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Snow Grouse

Grouse Breezer

0 572

@markjedi1Review by @markjedi1

25th May 2011

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  • Nose
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  • Taste
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  • Finish
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  • Overall
    72

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This Grouse obvisously aims at the younger vodka drinkers. You can tell by the packaging and the advise on the label to serve it 'seriously chilled'. 'Smoothchill filtered' is what it says. What the hell? Does anybody know what that trademarked procedure entails? While most distilleries promote the fact that their whisky is non-chill filtered, Edrington Group promotes 'smoothchill filtration'. Whatever... I'm sure somebody in the marketing department got a bonus. Anyway, I'm serving it at room temperature. We'll see... By the way, this is a blend of grain whiskies. No single malt was involved.

The nose offers primarily vanilla, ginger, pencil shavings, peach and tin (yet, tin!).

The taste is better than expected, even though nothing much is going on. Grain cookies and lightly fruity with a touch of allspice. Better than a vodka, but more of a geneva than a whisky, in my book. Let me put it in the freezer for a while - be right back...

After about 30 minutes it's seriously chilled, I guess. That means little for the nose, except that the vanilla is more outspoken. But I also get struck matches. The taste, however, gets slightly metallic and reminds me of pear drops. I don't find it an improvement.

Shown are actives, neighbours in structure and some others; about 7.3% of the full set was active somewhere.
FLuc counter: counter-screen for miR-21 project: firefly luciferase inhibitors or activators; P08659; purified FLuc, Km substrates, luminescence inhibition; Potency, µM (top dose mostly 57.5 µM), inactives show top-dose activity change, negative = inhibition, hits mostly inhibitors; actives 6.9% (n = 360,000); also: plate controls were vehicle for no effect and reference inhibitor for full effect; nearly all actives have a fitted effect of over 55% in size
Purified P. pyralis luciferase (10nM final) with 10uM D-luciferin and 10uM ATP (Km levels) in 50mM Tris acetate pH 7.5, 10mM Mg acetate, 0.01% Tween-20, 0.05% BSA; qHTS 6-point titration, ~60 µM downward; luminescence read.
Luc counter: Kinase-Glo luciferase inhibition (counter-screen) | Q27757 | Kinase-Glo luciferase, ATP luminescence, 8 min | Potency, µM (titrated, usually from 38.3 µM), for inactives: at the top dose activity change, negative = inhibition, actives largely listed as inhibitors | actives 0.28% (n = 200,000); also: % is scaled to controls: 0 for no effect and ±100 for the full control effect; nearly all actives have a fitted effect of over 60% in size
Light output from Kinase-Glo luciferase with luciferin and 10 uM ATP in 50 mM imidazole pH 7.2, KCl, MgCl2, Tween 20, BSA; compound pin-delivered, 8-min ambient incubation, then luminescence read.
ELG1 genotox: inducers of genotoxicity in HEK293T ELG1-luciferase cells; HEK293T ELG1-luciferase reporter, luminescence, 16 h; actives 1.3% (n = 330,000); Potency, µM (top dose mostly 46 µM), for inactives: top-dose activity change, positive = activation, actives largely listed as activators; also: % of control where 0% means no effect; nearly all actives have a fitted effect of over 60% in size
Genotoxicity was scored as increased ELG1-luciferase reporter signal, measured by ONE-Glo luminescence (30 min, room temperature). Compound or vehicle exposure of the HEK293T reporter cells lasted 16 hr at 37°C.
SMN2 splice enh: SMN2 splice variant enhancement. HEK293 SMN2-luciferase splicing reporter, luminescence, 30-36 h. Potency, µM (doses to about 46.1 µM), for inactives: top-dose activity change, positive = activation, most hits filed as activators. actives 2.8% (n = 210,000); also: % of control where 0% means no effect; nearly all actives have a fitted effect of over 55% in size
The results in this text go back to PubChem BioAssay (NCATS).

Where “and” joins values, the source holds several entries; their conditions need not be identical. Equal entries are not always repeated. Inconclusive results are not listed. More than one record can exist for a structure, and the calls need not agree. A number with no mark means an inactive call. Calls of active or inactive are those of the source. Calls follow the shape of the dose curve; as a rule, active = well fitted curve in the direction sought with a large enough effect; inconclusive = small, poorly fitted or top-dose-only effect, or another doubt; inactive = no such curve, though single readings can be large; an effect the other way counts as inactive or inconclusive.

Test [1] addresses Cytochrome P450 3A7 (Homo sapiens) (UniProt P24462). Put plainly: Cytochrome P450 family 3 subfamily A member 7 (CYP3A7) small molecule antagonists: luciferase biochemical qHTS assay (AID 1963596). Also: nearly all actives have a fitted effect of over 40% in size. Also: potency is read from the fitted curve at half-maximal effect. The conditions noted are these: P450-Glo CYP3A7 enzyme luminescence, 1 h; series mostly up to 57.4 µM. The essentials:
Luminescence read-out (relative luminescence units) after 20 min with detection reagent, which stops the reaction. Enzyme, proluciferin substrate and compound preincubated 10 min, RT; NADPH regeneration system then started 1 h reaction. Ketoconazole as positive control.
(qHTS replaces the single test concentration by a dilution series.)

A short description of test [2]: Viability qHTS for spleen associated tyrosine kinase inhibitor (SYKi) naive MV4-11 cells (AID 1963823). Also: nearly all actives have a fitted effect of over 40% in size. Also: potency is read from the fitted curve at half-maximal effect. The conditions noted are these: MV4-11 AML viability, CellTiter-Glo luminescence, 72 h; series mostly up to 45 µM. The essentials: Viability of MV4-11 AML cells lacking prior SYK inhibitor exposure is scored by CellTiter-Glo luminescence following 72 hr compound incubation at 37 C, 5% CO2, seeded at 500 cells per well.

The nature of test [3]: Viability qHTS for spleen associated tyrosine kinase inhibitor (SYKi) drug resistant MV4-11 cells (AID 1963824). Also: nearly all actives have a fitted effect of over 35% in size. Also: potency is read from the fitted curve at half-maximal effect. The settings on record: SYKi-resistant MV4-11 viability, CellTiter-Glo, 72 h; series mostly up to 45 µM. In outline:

On room temperature, the finish is short. Chilled, however, there is no finish to speak of.

This is obviously a marketing stunt to convince young party animals to hand in their Bacardi Breezer for whisky. I'm not convinced at all, however. But then, I'm and old geezer. My research tells me this was the last feat of arms by Master Blender Gordon Ramsay, before handing over the keys to his laboratory to his pupil Gordon Motion.

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5 comments

@Victor
Victor commented

Such a nice name and a pretty bottle. No whisky buffs I have yet seen seem to like this one much, though. Still, I hope to try this one for myself if I ever see it.

For me, the whole question of the alleged 'inferiority' about Scottish "grain" whisky compared to barley-malt whisky seemed somewhat nebulous until I heard Compass Box founder John Glaser say that ALL Scottish "grain whisky" is distilled at over 90% ABV. No wonder people accuse Scottish "grain whisky" of being 'grain neutral spirits' or vodka: it is only one step removed from those two categories in the removal of flavour department. Grain neutral spirits are distilled at 95% ABV. At 90+% ABV, there is truly almost no wheat (or corn) left in that spirit to taste, after dilution. Drink a little Parkers Heritage 10 yo Wheated bourbon or William Larue Weller and then one will know what wheat tastes like.

8 years ago 0

@markjedi1
markjedi1 commented

You can easily add Bernheim Original to that list, my friend. Although it is a winter wheat whiskey, it is the only true wheat whiskey on the market (as in 'not a bourbon').

8 years ago 0

@Victor
Victor commented

Mark, you make me smile! I could see you mentioning Bernheim Original in my mind as I left it off of the list...off the list not because I think it unworthy, but only because barrel proof whiskeys like the two I mentioned are so 'in one's face' with the wheat flavours. Yes, Bernheim's has a higher wheat content in the mashbill, but the others give much more intense wheat flavour.

And do note that the newer US artisanal distilleries are starting to put out some other products in this category, like that Washington State Dry Fly Wheat Whiskey, which is reported to be 100% wheat mashbill, compared to the 51% wheat in the Bernheim. Certainly, though, at present, Bernheim Original is the only widely distributed wheat whiskey on the market.

8 years ago 0

@markjedi1
markjedi1 commented

Here in Belgium, we have a hard time finding info on artisanal distillers in the US. But that may all change soon as Dominic Roskrow is starting up BIDA, the British and International Distillers Association, which will be lobbying for craft distillers. So we may get some more info then.

8 years ago 0

@Victor
Victor commented

Dominic is doing very good work, as are you, Mark!

8 years ago 0

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